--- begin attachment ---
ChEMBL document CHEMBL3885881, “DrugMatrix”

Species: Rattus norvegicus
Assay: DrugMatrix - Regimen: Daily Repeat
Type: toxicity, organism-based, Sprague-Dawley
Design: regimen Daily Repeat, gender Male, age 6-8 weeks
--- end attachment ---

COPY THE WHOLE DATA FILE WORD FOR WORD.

ChEMBL document CHEMBL3885881, “DrugMatrix”

Species: Rattus norvegicus
Assay: DrugMatrix - Regimen: Daily Repeat
Type: toxicity, organism-based, Sprague-Dawley
Design: regimen Daily Repeat, gender Male, age 6-8 weeks